More Questions About Ferguson

By YeOldeScribe ~ September 6th, 2014 @ 5:00 pm

In our last post, we were pretty harsh on the police officers of Ferguson and St. Louis. And, to be fair, understandably so. Our police officers are trained to protect and serve us, and the fact that they have taken several steps which seem to indicate they’re more interested in protecting themselves than protecting is is disconcerting, to say the least. But the police aren’t the only people we’re asking questions of when it comes to the Michael Brown shooting. The good people of Ferguson (or at least the people in Ferguson immediately following the shooting) also have brought about questions that demand answers.

The first and most obvious question is why did Michael Brown’s shooting justify the looting, vandalism and violence which sprung immediately after? Gas stations, Foot Lockers, grocers and other stores were under attack right away. Don’t believe us? Check this out:

The biggest threat in Ferguson directly after the shooting didn’t come from the National Guard, the police or any governmental agency. It came from the people in Ferguson who turned to violence in the wake of violence. And this was a strange type of violence: untargeted, unwarranted violence. The businesses that were looted had absolutely nothing to do with the shooting. Their owners weren’t tied to the police force. They didn’t supply the police or aid the government. Yet they were sacked. We said before we weren’t going to answer questions, but for this one we’ll make an exception: Michael Brown’s shooting didn’t justify the looting. Violence rarely justifies violence. The fact that this happened here is something we as a society should be ashamed of. Maybe if this didn’t happen, the response from the police wouldn’t have been so severe.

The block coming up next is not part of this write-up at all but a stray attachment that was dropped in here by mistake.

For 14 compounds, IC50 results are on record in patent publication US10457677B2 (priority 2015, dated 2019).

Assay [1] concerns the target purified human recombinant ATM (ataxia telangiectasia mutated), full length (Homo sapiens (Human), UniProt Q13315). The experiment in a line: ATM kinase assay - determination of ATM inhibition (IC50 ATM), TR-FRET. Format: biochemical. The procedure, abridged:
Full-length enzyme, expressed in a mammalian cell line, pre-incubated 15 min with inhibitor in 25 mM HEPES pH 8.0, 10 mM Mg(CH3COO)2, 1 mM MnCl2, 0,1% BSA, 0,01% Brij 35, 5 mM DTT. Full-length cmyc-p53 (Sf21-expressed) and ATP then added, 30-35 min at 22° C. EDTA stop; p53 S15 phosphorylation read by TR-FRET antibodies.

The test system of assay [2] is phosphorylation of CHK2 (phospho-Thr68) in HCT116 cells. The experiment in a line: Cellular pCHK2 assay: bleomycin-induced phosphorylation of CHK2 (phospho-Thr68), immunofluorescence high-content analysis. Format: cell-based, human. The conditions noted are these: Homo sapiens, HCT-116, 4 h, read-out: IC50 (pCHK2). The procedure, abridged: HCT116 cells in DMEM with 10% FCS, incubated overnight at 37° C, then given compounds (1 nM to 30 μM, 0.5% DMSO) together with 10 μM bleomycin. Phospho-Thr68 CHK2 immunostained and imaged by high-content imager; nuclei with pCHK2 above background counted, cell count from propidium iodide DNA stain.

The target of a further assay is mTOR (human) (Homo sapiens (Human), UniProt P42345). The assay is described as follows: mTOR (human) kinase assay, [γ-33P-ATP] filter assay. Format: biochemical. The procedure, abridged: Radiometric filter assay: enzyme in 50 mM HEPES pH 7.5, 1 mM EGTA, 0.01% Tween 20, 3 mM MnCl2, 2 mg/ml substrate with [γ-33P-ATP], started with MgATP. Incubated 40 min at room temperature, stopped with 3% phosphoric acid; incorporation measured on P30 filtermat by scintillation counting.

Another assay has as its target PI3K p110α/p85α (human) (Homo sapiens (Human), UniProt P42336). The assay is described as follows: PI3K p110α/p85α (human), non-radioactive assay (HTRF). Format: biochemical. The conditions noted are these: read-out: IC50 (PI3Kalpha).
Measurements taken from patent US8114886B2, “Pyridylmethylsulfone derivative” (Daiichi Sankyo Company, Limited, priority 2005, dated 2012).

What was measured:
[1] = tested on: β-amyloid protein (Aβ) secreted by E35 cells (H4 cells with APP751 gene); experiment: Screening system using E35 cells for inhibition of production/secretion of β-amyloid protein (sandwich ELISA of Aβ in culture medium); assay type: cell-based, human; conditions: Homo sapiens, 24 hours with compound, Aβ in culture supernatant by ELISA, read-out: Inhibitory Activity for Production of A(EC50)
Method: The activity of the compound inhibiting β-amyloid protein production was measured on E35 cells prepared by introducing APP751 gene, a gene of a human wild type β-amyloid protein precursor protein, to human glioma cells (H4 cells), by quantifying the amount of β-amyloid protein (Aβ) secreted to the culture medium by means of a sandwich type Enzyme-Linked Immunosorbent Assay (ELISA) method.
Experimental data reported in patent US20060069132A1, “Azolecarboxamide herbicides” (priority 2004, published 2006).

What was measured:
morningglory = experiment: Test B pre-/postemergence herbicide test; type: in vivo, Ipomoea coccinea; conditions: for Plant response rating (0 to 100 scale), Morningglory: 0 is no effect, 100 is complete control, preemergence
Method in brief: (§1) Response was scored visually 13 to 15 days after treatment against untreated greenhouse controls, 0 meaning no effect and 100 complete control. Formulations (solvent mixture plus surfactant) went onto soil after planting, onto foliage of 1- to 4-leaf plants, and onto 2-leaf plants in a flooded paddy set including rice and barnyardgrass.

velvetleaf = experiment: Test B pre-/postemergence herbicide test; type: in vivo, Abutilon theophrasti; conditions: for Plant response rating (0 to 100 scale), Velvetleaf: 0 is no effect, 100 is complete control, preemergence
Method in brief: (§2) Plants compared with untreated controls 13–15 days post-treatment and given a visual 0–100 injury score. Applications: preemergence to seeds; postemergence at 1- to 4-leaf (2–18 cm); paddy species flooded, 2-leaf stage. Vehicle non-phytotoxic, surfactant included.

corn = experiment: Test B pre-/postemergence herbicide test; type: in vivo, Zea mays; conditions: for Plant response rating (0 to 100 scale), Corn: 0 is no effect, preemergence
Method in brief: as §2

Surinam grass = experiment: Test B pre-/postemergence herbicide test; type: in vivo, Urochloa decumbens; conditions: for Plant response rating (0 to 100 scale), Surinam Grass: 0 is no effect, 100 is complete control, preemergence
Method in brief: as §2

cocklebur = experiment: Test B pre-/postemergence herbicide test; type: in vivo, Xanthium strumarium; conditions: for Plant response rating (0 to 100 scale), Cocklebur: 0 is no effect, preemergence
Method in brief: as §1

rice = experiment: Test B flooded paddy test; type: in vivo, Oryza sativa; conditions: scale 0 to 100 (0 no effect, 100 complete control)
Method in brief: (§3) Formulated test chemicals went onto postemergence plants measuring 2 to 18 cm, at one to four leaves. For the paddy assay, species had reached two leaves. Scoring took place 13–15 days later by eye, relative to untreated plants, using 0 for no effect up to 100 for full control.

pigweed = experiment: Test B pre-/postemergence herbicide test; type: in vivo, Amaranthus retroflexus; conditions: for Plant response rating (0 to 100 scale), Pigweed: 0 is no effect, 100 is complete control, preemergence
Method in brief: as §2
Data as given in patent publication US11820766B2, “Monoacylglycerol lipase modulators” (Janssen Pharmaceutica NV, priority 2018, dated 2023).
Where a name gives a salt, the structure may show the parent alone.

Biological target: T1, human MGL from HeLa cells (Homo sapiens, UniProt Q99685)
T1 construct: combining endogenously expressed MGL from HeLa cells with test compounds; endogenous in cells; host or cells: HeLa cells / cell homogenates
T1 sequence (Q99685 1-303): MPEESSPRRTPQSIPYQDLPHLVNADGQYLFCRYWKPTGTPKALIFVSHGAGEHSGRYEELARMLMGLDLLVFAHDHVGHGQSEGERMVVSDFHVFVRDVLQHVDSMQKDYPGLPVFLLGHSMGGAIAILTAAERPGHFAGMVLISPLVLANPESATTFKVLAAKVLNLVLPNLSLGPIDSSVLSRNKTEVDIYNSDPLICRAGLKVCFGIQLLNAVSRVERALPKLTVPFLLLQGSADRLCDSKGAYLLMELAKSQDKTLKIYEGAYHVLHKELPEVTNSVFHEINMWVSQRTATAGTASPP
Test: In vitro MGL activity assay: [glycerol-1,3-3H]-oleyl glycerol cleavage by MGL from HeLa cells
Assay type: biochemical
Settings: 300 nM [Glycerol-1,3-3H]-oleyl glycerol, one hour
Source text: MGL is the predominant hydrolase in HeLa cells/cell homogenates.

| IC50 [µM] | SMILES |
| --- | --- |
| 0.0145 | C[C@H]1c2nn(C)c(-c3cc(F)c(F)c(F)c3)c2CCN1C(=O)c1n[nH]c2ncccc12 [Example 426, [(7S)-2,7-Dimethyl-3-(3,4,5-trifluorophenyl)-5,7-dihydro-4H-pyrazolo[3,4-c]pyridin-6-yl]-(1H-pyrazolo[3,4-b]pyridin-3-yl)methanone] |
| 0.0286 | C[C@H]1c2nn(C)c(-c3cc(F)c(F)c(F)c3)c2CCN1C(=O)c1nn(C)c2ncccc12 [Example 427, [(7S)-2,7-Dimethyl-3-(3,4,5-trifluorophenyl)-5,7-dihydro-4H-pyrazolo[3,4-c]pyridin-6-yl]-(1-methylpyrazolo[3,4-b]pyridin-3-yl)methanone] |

Next question: When you’re asking for justice, what are you really asking for? One of our writer’s friends was on the ground in Ferguson and heard people shouting “What do we want? Officer Wilson! How do we want him? Dead!” Almost everyone involved with the case was bemoaning that the officer wasn’t arrested on the spot and charged with murder. But is that really justice? Justice demands that due diligence be done, and that requires an investigation, which requires time and impartiality. By definition, if you’re saying that your peacefulness is tied to the outcome of a case, it’s not going to be impartial. Also, there’s a very good chance that justice could be done and Officer Wilson is not found guilty of anything. So is it really justice people want, or is it vengeance?

Finally, let’s talk about what change people can reasonably expect. Whenever something like this happens, emotion gets the best of people and they expect solutions to happen RIGHT. NOW. But the real world seldom works that way. The city should hire more police officers of color. But that means more blacks have to be trained. Which means more blacks need to apply. Which means they need to meet the educational requirements. Which means we need to invest in educational programs geared toward minorities. People think the solution is so much easier – hire more black cops. But there’s about ten steps we need to take just to attempt to solve this one little problem. If we want to solve other societal problems, that involves even more questions with even more complex answers.

But, in the end, it all revolves around asking questions. So now that we’ve taken our stab at it, what questions do you have?

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